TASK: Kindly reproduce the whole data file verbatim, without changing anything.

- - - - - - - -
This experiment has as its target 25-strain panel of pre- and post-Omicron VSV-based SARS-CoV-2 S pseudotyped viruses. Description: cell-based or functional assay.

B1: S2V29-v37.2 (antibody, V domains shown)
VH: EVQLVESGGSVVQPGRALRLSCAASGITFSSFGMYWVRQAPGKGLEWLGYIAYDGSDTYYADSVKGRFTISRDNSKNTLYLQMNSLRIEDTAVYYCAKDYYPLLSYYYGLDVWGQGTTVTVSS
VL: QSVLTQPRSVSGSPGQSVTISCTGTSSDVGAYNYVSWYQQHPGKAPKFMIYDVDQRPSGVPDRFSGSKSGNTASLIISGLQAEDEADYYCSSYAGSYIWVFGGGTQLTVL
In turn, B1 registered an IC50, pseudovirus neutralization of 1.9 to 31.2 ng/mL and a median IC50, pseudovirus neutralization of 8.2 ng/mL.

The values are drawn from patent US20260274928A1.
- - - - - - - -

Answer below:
This experiment has as its target 25-strain panel of pre- and post-Omicron VSV-based SARS-CoV-2 S pseudotyped viruses. Description: cell-based or functional assay.

B1: S2V29-v37.2 (antibody, V domains shown)
VH: EVQLVESGGSVVQPGRALRLSCAASGITFSSFGMYWVRQAPGKGLEWLGYIAYDGSDTYYADSVKGRFTISRDNSKNTLYLQMNSLRIEDTAVYYCAKDYYPLLSYYYGLDVWGQGTTVTVSS
VL: QSVLTQPRSVSGSPGQSVTISCTGTSSDVGAYNYVSWYQQHPGKAPKFMIYDVDQRPSGVPDRFSGSKSGNTASLIISGLQAEDEADYYCSSYAGSYIWVFGGGTQLTVL
In turn, B1 registered an IC50, pseudovirus neutralization of 1.9 to 31.2 ng/mL and a median IC50, pseudovirus neutralization of 8.2 ng/mL.

The values are drawn from patent US20260274928A1.